Development of a Robotic Pruning System for Sustainable Apple Production

Project Overview

Project Type: Graduate Student
Funds awarded in 2019: $15,000.00
Projected End Date: 07/31/2021
Grant Recipient: The Pennsylvania State University
Region: Northeast
State: Pennsylvania
Graduate Student:
Faculty Advisor:
Long He
Pennsylvania State University

Information Products


  • Fruits: apples


  • Crop Production: Pruning

    Proposal abstract:

    Despite the success of automation in row crops, production operations of fruit-bearing trees still largely depend on manual labor. Pruning of apple trees requires 80-120 working hours of skilled labor per hectare accounting for 20% of the total production cost. The limited labor pool and associated costs have raised concern among apple growers. The study aimed at developing an end effector and vision system for robotic tree pruning to promote economical and sustainable apple production systems. The proposed project is comprised of developing a robotic pruning end effector for cutting branches, and a machine vision system to detect the tree branches for pruning location identification. An end-effector will be designed by considering the spatial and horticultural requirements of the apple trees. The amount of force required to cut the branches will be recorded for the end-effector design. The end-effector will be integrated with a robotic manipulator. The simulation of the integrated system space utilization for branch accessibility will also be performed and the field tests will be conducted to validate the simulated results. A vision system will be developed for 3D reconstruction of the canopy. Pruning parameters will be optimized by incorporating the generally adopted pruning rules, and the pruning location will be identified with the machine vision system. The performance will be assessed in terms of branch identification accuracy, pruning branch proportion, false negative branches, and false positive branches. The successful completion of this project will help to develop an automated pruning system for apple trees.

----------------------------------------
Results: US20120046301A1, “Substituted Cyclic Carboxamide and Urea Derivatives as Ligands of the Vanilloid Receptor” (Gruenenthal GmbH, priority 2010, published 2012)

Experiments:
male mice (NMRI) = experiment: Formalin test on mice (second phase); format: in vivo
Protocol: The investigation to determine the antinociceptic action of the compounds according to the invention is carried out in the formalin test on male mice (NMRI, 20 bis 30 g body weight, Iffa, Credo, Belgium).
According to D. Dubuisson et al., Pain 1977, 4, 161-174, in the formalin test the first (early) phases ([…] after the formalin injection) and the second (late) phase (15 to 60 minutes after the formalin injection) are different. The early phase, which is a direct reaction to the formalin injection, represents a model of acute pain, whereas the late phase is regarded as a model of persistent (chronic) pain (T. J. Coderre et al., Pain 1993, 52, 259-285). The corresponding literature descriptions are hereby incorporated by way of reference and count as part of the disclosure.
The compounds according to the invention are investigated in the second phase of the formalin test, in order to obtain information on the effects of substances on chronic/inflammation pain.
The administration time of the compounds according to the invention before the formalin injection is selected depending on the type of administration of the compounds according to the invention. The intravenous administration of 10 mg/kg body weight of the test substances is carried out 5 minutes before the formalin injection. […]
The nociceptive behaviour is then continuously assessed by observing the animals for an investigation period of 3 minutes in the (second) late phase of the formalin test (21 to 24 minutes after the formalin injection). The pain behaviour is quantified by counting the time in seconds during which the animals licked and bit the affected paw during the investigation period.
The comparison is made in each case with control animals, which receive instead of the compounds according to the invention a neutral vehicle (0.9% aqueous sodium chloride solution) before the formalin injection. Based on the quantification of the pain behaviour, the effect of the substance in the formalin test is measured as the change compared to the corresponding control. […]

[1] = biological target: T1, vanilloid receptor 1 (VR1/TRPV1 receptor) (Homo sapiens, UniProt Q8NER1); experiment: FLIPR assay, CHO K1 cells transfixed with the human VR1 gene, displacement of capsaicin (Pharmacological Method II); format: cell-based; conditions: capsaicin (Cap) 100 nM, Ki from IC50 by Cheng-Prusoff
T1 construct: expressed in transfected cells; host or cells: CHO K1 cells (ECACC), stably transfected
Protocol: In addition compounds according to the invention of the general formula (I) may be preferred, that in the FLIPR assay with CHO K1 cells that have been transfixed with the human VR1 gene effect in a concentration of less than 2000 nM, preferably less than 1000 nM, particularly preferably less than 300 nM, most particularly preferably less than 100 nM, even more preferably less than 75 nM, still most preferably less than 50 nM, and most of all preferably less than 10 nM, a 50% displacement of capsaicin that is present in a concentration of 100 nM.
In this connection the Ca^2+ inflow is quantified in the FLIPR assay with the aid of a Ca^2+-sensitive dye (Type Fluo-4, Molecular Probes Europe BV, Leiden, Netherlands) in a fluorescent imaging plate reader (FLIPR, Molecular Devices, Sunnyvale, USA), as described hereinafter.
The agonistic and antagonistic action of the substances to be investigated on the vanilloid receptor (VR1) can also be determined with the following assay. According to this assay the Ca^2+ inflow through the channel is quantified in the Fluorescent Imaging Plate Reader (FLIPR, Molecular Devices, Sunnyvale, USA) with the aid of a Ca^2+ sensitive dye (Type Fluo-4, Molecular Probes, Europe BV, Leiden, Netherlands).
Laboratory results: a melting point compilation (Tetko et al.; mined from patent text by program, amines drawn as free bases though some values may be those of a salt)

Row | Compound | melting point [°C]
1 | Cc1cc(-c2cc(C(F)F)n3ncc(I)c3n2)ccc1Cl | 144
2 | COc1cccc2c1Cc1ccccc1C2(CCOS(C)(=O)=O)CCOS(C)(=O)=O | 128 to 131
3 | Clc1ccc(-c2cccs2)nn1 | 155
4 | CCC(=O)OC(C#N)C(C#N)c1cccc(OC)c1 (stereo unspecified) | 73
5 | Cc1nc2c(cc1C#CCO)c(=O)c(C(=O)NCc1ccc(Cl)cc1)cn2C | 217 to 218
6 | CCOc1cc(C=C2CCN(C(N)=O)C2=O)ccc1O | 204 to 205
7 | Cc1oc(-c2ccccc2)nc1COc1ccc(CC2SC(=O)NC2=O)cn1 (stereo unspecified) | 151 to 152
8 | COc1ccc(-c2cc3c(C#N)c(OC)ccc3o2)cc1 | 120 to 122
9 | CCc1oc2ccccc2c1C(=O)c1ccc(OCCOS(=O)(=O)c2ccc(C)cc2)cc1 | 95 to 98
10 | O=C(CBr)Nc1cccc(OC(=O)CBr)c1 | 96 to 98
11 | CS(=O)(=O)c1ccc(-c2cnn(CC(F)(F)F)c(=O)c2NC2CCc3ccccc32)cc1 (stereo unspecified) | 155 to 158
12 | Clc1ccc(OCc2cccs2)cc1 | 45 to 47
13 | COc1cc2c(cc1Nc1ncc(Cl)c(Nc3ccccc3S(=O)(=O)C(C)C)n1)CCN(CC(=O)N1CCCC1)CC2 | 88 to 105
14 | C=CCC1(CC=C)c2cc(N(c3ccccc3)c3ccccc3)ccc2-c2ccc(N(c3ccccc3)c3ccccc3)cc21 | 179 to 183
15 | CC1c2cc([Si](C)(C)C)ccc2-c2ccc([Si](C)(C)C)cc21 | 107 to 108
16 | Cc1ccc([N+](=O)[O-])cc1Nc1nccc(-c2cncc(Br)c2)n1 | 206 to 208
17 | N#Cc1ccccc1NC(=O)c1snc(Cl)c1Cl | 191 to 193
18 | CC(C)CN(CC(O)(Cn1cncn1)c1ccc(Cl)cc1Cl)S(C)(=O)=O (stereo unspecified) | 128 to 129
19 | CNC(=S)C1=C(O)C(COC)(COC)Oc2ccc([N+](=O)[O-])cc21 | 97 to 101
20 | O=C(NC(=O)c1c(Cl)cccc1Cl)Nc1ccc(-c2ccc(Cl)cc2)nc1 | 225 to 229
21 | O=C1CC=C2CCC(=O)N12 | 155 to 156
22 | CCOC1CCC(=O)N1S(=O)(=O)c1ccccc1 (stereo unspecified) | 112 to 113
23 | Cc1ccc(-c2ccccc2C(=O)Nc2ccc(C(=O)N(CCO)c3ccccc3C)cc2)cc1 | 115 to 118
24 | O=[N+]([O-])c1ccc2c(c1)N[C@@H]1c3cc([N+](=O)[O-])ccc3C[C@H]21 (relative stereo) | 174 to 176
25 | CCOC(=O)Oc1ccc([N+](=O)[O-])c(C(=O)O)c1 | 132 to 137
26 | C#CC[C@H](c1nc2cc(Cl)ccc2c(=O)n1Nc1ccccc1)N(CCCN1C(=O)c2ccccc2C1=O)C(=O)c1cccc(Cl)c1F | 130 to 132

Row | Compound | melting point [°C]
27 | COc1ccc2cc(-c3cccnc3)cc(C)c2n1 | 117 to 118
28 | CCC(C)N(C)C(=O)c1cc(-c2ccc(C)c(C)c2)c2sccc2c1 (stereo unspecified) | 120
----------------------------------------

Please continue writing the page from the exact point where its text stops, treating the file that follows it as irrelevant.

Project objectives from proposal:

    The primary goal of this project is the development of a robotic system for apple tree pruning using a robotic end-effector and machine vision system. The project will be focused on the following objectives:

    1. Development of an effective robotic pruning end-effector The end effector will be developed by considering the maneuvering capabilities to cut the branches of all orientations and minimum spatial requirements to freely move in a limited workspace. The field test for pruning force measurement will be conducted which is essential for the selection of the end effector components. The design optimization and orientation tracking of the end effector will also be performed. It is expected that the end effector design will be able to produce smooth branch cuts, utilize the minimum workspace, and cut the branches of all orientation.

    2. Integration of a robotic pruning system and simulation of spatial requirements for branch accessibility The developed end effector will be integrated with two different robotic arms i.e. three axes linear motion arm and a six degrees of freedom robotic arm. The simulation of the integrated system in a virtual environment will be performed to estimate the space requirements and branch accessibility of both integrated systems. It is expected that the simulation study for branch accessibility will help in developing a collision-free trajectory and path planning for the end effector to reach the target position.

    3. Development of a vision system for tree branch detection and optimization of pruning parameters The image acquisition system will be developed to acquire the visual information of the tree canopy, and an image processing algorithm for the identification of branches will be developed. To evaluate the developed machine vision system, a pruning rule of removing branches based on a defined limb-trunk ratio threshold will be used. It is expected that the vision system will be able to detect and identify the base diameter of all branches in a tree and provide the cutting location for the integrated robotic pruning system.

    Any opinions, findings, conclusions, or recommendations expressed in this publication are those of the author(s) and do not necessarily reflect the view of the U.S. Department of Agriculture or SARE.